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    Super Moderator JohnDubya's Avatar
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    Best Practices - PHP Security

    So I want to know some good, simple ways to protect my sites and the users of my sites. I have learned to use mysql_real_escape_string when putting anything into the database. With my username/passwords, I use sha1() hashes to store the passwords. Etc. etc. But I'm wondering if there are common security things that should always be done on a site that interacts with users. When I log my users in, I store the username and user_id in $_SESSION variables. Is that safe? I've heard about checking the session id as well. Is that completely necessary?

    Please address concerns like these. Ready...set...GO!

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    I keep register globals off and use all superglobals such as $_POST, $_GET, $_REQUEST.

    Also when I do user authentication, i save there session info to the database in the user table for there id. I save their username and id in the session but not the password. Then every page requiring auth, I bump the id, username and session id to the table.

    Some apps I have created I also bump the IP address in the table too for more security. I also bump the browser/build as well. But the IP always sux due to proxy's/aol and what not.

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    Super Moderator JohnDubya's Avatar
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    Quote Originally Posted by iLLin View Post
    Also when I do user authentication, i save there session info to the database in the user table for there id. I save their username and id in the session but not the password. Then every page requiring auth, I bump the id, username and session id to the table.
    How exactly do you save the session info in the DB? Do you have a column specifically for this info, or what?

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    Yes, when the session is started I verify user/pass then update with IP (some apps) and session_id, both have their own columns in the db.

    username, password, session, ip ...etc

    Then I bump it all up every page, if the ip changes, $this->error = "Ip has changed session have been destroyed, please relogin"... or w/e. If the session has expired (timed out), $this->error = "Session has expired, please relogin"; return false....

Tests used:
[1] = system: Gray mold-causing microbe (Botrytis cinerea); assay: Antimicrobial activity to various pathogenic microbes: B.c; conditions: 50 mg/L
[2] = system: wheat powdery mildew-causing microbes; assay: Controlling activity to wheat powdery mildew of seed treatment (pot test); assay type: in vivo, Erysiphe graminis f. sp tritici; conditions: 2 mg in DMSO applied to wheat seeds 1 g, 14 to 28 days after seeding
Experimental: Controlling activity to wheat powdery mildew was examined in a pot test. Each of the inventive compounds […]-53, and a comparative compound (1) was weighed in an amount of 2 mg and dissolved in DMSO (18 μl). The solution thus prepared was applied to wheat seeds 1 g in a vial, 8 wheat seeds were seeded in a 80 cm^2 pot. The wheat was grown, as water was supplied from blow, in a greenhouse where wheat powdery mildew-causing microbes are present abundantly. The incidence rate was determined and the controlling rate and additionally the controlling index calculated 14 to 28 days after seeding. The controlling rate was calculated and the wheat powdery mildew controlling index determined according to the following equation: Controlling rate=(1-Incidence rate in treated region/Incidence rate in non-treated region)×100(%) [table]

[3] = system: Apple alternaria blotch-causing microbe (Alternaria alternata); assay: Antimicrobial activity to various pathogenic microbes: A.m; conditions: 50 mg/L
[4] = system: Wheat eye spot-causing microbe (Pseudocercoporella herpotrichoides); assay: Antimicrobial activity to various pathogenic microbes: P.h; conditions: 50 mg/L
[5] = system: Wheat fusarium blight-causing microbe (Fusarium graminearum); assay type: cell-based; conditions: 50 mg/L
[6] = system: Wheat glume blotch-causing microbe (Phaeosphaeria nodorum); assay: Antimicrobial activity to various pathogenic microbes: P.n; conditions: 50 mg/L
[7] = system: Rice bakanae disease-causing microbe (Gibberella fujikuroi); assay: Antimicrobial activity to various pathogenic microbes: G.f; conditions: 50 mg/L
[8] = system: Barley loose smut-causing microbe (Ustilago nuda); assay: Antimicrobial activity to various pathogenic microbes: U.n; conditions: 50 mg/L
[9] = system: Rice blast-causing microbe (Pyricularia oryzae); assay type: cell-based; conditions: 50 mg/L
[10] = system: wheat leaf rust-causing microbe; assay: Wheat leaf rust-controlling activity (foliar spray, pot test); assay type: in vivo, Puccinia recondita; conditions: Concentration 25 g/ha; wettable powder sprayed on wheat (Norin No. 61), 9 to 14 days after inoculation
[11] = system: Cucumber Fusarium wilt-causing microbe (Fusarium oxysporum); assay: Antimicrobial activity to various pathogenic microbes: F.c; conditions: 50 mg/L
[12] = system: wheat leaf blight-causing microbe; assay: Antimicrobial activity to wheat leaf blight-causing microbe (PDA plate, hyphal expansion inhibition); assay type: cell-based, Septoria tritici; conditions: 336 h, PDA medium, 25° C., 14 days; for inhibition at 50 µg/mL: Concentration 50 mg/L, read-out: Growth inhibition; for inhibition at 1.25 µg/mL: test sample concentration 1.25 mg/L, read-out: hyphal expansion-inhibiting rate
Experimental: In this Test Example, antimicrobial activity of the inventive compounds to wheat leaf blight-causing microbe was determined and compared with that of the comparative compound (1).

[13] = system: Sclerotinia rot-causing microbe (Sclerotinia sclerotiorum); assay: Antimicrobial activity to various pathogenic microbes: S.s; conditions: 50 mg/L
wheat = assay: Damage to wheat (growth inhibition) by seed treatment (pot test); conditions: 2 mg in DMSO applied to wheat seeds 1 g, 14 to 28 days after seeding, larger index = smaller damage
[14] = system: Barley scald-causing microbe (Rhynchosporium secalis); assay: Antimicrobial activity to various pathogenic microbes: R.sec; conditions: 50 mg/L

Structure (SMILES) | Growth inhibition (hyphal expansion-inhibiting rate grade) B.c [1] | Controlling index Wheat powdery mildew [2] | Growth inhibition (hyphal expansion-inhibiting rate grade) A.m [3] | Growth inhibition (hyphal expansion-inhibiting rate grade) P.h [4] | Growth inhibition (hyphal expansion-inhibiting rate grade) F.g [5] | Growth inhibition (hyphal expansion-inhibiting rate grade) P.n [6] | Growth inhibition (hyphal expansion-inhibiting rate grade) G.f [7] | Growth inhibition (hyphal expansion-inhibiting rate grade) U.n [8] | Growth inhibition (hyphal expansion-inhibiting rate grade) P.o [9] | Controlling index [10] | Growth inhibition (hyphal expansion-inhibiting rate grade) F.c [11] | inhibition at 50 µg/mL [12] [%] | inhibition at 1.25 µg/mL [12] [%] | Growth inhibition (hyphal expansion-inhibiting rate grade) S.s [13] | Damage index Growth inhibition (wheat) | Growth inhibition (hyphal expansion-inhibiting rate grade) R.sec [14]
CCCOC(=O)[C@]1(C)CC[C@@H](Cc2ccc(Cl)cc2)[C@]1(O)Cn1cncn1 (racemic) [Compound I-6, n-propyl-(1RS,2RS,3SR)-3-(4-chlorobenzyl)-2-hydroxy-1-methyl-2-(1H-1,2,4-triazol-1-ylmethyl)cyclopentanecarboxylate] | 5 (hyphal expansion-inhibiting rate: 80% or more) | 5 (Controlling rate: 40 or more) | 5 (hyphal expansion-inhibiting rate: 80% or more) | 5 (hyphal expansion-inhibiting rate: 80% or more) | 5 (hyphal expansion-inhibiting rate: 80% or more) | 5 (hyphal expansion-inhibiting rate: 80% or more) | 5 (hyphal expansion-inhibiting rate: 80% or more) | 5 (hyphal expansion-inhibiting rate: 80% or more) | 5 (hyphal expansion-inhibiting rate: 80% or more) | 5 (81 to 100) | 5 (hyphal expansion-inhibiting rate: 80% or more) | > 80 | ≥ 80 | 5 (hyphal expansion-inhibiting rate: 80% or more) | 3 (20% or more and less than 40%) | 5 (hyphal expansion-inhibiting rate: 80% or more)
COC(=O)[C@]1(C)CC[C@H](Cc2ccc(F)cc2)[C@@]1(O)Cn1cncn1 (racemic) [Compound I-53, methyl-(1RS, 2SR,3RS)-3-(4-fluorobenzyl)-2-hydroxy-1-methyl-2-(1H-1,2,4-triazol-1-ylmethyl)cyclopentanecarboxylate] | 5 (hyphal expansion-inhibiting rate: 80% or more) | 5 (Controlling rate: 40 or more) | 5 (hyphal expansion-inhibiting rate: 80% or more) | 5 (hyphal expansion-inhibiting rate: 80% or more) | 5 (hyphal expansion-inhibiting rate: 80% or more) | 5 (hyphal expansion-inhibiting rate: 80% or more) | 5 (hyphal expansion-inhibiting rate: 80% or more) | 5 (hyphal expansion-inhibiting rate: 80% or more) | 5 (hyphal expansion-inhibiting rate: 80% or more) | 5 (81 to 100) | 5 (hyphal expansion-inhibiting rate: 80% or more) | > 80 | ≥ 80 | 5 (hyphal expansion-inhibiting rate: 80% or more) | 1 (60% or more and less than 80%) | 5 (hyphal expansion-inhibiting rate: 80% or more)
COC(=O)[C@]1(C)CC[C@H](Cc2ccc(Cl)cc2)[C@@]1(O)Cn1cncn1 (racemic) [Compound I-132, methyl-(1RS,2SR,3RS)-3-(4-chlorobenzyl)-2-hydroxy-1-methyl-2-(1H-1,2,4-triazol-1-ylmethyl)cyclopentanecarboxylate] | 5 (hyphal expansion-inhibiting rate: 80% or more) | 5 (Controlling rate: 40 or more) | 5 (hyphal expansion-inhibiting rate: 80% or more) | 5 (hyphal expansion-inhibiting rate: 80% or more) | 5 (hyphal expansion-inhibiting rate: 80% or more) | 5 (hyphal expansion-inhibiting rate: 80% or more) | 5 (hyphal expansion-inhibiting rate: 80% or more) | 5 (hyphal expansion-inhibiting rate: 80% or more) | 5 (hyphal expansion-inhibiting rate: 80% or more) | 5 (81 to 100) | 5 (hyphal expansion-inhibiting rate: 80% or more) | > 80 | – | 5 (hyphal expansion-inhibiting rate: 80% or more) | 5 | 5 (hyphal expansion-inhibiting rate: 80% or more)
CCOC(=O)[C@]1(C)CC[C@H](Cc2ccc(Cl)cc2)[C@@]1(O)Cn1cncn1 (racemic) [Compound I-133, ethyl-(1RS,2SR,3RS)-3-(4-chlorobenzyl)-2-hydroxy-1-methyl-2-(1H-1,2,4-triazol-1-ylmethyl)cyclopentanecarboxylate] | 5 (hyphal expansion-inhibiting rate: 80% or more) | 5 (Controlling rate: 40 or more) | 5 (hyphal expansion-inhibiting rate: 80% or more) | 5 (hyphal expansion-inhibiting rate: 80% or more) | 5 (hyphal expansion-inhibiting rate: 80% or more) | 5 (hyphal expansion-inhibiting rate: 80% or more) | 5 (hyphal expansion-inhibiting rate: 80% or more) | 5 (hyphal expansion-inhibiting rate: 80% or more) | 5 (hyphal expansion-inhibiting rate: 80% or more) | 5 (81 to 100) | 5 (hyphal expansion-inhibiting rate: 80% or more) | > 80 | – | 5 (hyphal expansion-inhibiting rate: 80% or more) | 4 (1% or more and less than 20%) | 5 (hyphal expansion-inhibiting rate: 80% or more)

You get the idea

    But thats just user auth I do. What do other people do and what about form injections? I escape all my strings to but what other things should we be conscious of?

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    I have learned to use mysql_real_escape_string when putting anything into the database.
    What do other people do and what about form injections? I escape all my strings to but what other things should we be conscious of?
    Prepared statements will prevent a lot (if not all) SQL injections.

    Then I bump it all up every page
    Not for security, but I generally avoid as much DB interaction as I can. Especially writing. If you update the session ID every time a page loads, your DB is constantly updating records and could reduce stability. I'd store the initial IP that started the session in $_SESSION, and then compare on each request with the current remote address. Then if it is different do your usual thing.

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    Quote Originally Posted by aedrin View Post
    Not for security, but I generally avoid as much DB interaction as I can. Especially writing. If you update the session ID every time a page loads, your DB is constantly updating records and could reduce stability. I'd store the initial IP that started the session in $_SESSION, and then compare on each request with the current remote address. Then if it is different do your usual thing.
    Yea thats what I meant by bumping it. I don't update. Only on initial login. Then i just bump the info to the info at present and make sure its the same, if not I error out. I guess I wasn't clear enough